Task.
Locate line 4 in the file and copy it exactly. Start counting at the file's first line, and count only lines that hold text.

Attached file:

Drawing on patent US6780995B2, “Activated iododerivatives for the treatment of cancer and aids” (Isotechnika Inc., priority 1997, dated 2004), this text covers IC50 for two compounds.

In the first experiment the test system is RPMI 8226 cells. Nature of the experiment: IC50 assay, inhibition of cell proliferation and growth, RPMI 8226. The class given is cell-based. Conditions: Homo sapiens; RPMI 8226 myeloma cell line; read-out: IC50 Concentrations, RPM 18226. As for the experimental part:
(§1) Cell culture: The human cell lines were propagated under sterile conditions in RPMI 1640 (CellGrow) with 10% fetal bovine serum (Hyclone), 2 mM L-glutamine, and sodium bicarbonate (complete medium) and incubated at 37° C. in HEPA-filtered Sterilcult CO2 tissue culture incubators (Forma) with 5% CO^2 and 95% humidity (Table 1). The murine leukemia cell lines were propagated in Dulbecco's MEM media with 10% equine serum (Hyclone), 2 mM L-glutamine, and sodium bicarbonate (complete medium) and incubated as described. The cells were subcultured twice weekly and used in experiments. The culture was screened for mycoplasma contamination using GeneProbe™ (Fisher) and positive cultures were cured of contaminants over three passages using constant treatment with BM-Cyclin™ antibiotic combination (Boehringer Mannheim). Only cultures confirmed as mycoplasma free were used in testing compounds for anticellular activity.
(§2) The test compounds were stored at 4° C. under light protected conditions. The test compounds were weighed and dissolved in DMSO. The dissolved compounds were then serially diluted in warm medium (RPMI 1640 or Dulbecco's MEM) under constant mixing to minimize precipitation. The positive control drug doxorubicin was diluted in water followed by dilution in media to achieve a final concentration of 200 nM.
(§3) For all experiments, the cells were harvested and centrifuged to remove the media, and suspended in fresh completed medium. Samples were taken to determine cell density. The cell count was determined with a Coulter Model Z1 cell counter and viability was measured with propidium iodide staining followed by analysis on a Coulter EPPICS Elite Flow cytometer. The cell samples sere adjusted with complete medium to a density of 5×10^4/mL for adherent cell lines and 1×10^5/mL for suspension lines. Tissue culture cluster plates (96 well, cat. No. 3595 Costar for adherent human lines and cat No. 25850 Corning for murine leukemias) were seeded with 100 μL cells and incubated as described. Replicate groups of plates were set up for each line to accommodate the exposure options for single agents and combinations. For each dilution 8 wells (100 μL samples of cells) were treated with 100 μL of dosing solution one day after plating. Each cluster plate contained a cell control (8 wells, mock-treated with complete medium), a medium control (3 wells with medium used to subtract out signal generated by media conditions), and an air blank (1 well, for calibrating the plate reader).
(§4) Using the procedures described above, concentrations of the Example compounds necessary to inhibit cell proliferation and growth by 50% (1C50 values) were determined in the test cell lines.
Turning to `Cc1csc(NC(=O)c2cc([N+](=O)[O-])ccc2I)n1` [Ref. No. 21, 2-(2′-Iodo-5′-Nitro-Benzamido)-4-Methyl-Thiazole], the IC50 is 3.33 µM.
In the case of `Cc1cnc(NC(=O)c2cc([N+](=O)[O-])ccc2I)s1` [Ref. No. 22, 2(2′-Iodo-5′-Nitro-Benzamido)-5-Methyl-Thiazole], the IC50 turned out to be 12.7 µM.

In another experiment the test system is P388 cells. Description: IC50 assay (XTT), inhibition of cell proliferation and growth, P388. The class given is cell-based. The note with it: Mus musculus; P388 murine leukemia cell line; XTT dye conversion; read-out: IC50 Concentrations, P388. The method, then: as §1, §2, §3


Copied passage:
(§2) The test compounds were stored at 4° C. under light protected conditions. The test compounds were weighed and dissolved in DMSO. The dissolved compounds were then serially diluted in warm medium (RPMI 1640 or Dulbecco's MEM) under constant mixing to minimize precipitation. The positive control drug doxorubicin was diluted in water followed by dilution in media to achieve a final concentration of 200 nM.